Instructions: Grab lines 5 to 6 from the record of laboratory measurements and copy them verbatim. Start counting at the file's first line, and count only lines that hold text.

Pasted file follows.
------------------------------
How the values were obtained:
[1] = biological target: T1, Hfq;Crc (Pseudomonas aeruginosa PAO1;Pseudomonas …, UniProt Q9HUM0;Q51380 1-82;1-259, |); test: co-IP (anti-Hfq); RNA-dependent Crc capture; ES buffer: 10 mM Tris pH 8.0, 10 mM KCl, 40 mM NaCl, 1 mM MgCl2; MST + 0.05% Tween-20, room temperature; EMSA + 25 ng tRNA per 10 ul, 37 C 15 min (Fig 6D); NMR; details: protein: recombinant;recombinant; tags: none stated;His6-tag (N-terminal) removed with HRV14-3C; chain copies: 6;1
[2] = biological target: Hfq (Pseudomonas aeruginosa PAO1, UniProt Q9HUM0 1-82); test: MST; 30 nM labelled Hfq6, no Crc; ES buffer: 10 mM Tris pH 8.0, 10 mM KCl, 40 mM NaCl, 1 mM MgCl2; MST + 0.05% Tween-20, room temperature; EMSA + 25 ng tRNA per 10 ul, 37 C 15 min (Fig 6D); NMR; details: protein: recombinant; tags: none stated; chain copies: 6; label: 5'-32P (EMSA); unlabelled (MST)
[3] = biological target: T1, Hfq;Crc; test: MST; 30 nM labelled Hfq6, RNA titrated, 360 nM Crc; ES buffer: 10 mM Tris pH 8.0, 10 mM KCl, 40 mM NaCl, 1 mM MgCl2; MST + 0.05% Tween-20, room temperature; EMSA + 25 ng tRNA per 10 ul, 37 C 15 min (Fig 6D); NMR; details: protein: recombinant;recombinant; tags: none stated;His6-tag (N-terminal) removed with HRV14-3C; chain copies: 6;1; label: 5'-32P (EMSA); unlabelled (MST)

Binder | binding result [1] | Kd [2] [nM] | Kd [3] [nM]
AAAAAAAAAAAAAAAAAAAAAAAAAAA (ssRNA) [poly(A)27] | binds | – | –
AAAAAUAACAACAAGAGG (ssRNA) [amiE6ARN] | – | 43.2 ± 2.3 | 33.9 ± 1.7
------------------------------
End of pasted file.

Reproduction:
Binder | binding result [1] | Kd [2] [nM] | Kd [3] [nM]
AAAAAAAAAAAAAAAAAAAAAAAAAAA (ssRNA) [poly(A)27] | binds | – | –